Chemistry and the Environment, Short talk

Tracing soil sorption and plant uptake by spinach (Spinacia oleracea) and radish (Raphanus sativus) of five antibiotics – experimental test with spiked soil

I. Nybom1,2, S. van den Broek 1, T. D. Bucheli 2, C. S. McArdell3, G. Garland1
1ETH Zurich, Department of Environmental Systems Science, Zürich, Switzerland, 2Agroscope, Environmental Analytics, Zürich, Switzerland, 3Eawag, Department Environmental Chemistry, Dübendorf, Switzerland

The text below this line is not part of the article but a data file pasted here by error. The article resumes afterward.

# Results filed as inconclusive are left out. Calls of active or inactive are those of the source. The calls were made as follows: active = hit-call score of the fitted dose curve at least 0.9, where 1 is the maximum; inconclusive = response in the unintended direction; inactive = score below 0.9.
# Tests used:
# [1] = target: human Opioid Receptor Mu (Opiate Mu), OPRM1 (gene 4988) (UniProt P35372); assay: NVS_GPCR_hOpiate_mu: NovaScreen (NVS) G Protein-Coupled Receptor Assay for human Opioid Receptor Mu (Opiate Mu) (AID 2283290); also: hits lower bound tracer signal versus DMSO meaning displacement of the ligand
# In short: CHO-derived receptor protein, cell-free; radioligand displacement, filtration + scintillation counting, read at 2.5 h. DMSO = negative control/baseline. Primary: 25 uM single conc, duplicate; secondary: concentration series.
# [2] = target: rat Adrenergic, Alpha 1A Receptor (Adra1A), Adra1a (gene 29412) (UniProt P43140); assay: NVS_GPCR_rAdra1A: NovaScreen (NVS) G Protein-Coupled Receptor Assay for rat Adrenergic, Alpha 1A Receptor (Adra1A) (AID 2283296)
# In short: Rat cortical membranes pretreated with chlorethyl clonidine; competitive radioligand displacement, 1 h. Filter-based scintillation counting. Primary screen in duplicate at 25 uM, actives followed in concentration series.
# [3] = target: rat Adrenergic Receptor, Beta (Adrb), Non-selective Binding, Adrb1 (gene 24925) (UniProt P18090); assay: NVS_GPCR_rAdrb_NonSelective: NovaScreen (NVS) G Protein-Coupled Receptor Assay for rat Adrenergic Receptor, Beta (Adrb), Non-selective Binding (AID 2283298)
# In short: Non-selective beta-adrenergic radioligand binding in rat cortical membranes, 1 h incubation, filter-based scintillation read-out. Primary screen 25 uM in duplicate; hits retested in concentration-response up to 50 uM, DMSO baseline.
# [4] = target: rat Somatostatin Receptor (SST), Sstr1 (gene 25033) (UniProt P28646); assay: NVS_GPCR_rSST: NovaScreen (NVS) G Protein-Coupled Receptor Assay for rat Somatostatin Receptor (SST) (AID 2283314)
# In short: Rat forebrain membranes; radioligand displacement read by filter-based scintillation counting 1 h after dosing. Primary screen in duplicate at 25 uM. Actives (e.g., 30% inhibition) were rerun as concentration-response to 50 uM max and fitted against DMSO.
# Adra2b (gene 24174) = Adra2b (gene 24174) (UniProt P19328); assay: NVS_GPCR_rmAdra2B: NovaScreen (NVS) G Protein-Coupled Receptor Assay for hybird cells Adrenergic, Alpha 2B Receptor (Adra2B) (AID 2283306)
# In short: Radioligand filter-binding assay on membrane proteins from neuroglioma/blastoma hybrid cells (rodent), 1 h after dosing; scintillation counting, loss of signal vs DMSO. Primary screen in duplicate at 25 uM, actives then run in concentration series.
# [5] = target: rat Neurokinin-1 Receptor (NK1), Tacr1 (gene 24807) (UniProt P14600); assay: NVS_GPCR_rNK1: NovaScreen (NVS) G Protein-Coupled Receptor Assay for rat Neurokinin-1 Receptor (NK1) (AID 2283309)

Antibiotic residues are widely detected in agricultural soils and animal manure fertilizers, and thus have the potential to be taken up by plants cultivated in such soils. The fate of five antibiotics were studied in an experimental greenhouse trial. The antibiotics of interest were applied as a mixture into a model agricultural soil, representative for Swiss agricultural soils, at increasing concentrations (0, 0.1, 1, and 10 mg/kg for each individual antibiotic). The selected antibiotics consisted of clarithromycin (CLA), enrofloxacin (END), chlortetracycline (CTC), sulfamethoxazole (SMZ) and trimethoprim (TMP), which represent a range of characteristics including cationic (CLA), zwitterionic (END, CTC) and anionic (SMZ, TMP) species dominating under the experimental conditions (soil pH 7.4). Spinach (Spinacia oleracea) and radish (Raphanus sativus) were grown in the spiked soil, under controlled environmental and climatic conditions for 6 weeks, after which time the crops were harvested. Collected soil and plant samples were extracted for antibiotics with QuEChERS (Quick, Easy, Cheap, Effective, Rugged, and Safe) method (potassium phosphate buffer: acetonitrile with 5% formic acid, 1/1 vol/vol and acetonitrile with 1% acetic acid correspondingly). The soil LOQs were 3.2 µg/kg for CTC, and < 0.5 µg/kg for the CLA, END, SMZ, and TMP. The absolute recovery for CTC was 70%, and for other antibiotics with isotope labelled available the relative recoveries ranged between 100 and 107%. Pore-water was collected by separating it from the soil by centrifugation. Soil and pore-water samples collected in the course of the experiment (day 0, 2 days, 1 week, 3 weeks and 6 weeks), showed different degradation behaviour between the antibiotics. For example, in the 1 mg/kg concentration half-lives of CTC, SMZ, TMP were 0.9, 3 and 8 days, respectively. However, the concentrations of CLA and END remained constant throughout the experiment, and as a result their concentrations were the highest after six weeks of exposure (CLA>END>CTC>SMZ>TMP). The measured soil pore-water concentrations from the same treatment (1 mg/kg) were highest for CLA and SMZ, followed by TMP, whereas CTC was not detected. The sorption coefficients (Log Kd) for CLA, TMP and SMZ after 6 weeks were 1.9, 0.9 and 0.8, respectively. Based on the differences in the antibiotic sorption behaviour and pore-water concentrations, differences in the uptake and translocation of the antibiotics in plants can be expected. The extractions of the plant above- and belowground fractions are currently ongoing.